- Associated Press - Tuesday, January 14, 2014
Ky. man gets 44 years for fiery S. Indiana crash

NEW ALBANY, Ind. (AP) - A judge has sentenced a Kentucky man to 44 years in prison for charges stemming from a fiery 2012 southern Indiana crash that killed four people.

WHAS-TV reports (https://bit.ly/1ePdtjThttps://bit.ly/1ePdtjT ) 33-year-old Charles M. Barlow of Louisville received the maximum sentence in Floyd Superior Court on Monday. He pleaded guilty last month to one count of causing death when operating a motor vehicle while intoxicated, three counts of reckless homicide, and being a habitual offender.

Court documents say Barlow was driving more than 80 mph before the crash on Indiana 111 near the Horseshoe Southern Indiana casino. The crash killed the other driver and the three passengers of his off-duty taxi, which burst into flames. All of the victims were Louisville residents.

Barlow’s attorney said he plans to appeal the sentence.


Parents want improved safety for softball players

LEXINGTON, Ky. (AP) - The parents of a Lexington teen who was injured when she was hit by a softball while standing in a dugout are asking officials to improve safety.

Jay and Traci Doleman told the Lexington Herald-Leader (https://bit.ly/1ahrsiQ) that they don’t want another high school athlete to suffer injuries like those of their 14-year-old daughter, Jayda.

The teen, who plays softball for Lafayette High School, suffered multiple eye socket fractures, permanent vision impairment, a concussion and a broken nose when she was hit last year by an errant throw during warm-ups.

Her parents say they would like to see higher fencing or netting installed in order to better protect players.

Fayette County school officials say they are planning safety enhancements to address the concerns.

“We will be extending the height of the fencing by an additional 2 feet, bringing it to 8 feet at Lafayette,” Fayette County Superintendent Tom Shelton said on Friday. “We will also be inspecting the softball and baseball dugouts at all of our other high schools and making appropriate safety enhancements prior to the start of spring practice.”


E. Ky. city prepares to vote on alcohol sales

OLIVE HILL, Ky. (AP) - An eastern Kentucky city is planning to hold a referendum over whether to allow alcohol sales.

The Independent (https://bit.ly/1dinasH) reports Carter County Judge-Executive Charles Wallace set a special election on March 11 for precincts in Olive Hill. The move comes after residents submitted a petition asking for the vote.

Nici Raybourn, who headed up the petition drive, says she thinks allowing alcohol sales could boost the city’s economy. She said noted that at least four other nearby cities allow alcohol sales.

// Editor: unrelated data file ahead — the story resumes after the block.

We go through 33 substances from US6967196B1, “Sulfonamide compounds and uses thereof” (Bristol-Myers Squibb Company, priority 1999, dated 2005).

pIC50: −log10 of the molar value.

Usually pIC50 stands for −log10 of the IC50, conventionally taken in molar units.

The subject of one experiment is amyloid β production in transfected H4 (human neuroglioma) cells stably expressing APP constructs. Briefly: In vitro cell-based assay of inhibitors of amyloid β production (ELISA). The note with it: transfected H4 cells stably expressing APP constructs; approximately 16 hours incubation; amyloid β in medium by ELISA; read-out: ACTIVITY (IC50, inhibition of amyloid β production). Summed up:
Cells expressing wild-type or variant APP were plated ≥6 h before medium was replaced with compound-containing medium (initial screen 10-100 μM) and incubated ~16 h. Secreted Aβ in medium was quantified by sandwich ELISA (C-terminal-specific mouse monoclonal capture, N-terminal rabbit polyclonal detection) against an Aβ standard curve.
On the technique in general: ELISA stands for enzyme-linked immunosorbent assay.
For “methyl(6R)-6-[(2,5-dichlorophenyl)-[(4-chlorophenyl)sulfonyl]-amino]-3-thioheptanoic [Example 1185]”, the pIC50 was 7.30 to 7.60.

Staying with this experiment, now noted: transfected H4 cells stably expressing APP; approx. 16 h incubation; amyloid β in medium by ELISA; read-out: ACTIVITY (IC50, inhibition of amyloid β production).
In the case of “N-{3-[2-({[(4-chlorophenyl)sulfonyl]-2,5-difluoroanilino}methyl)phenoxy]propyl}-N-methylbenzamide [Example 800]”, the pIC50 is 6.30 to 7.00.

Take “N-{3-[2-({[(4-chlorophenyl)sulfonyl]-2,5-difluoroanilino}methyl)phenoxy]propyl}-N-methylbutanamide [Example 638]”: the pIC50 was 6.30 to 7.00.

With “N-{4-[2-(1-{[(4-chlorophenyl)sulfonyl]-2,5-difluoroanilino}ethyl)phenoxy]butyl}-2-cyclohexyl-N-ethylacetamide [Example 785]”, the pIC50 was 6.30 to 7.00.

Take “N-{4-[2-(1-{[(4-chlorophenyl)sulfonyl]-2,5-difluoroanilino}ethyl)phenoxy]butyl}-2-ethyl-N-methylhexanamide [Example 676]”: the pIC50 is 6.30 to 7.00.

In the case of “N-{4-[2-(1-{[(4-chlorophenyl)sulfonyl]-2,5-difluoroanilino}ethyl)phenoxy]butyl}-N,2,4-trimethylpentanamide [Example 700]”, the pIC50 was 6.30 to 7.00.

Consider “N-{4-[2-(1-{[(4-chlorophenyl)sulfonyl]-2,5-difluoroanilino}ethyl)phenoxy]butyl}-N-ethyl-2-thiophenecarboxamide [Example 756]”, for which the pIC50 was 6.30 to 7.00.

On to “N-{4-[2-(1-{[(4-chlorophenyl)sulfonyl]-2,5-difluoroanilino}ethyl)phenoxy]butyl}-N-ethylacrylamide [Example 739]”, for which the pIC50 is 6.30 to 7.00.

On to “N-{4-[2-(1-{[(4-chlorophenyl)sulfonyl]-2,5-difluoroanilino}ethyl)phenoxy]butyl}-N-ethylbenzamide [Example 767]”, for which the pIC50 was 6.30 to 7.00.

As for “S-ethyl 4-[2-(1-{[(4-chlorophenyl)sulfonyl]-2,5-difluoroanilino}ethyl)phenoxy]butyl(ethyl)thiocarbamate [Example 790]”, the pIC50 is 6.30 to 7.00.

“I think it’s just ridiculous the amount of money that’s lost here,” she said.

She said the city not only loses tax revenue, but indirect expenditures, such as those for gasoline and food when people go somewhere else to purchase alcohol.

Mayor Kenny Fankell has said the city is in the midst of a budget crisis. Last fall, officials enacted a 0.5 percent payroll tax to deal with budgetary concerns.


Beam being acquired by Japan’s Suntory

NEW YORK (AP) - The maker of classic American whiskeys Jim Beam and Maker’s Mark has agreed to be acquired by a Japanese company in a $13.62 billion deal that would create the third largest global premium spirits business.

Shares of Beam Inc. rose 24 percent on Monday after it said that it agreed to be purchased by Suntory Holdings Ltd., a Japanese beverage company. The combined company would have annual sales of more than $4.3 billion.

The deal follows other recent acquisitions in the alcohol industry, including Anheuser-Busch InBev’s $20.1 billion deal last year to buy the other half of Mexican brewer Grupo Modelo that it didn’t already own.

It also comes at a time when the taste for bourbon - a type of American whisky that is made primarily of corn and typically distilled in Kentucky - continues to grow domestically and abroad.

In the U.S., sales volume for bourbon and Tennessee whiskeys such as Jack Daniels has grown 26 percent over the past decade, according to the Distilled Spirits Council, and industry group. Exports of U.S. whiskeys has grown to roughly $1 billion last year, more than double what it was a decade ago.

Demand is so robust that Beam last year even considered reducing the alcohol content for Maker’s Mark because of a supply shortage. The company scrapped the idea after a backlash by fans of the higher-end bourbon.



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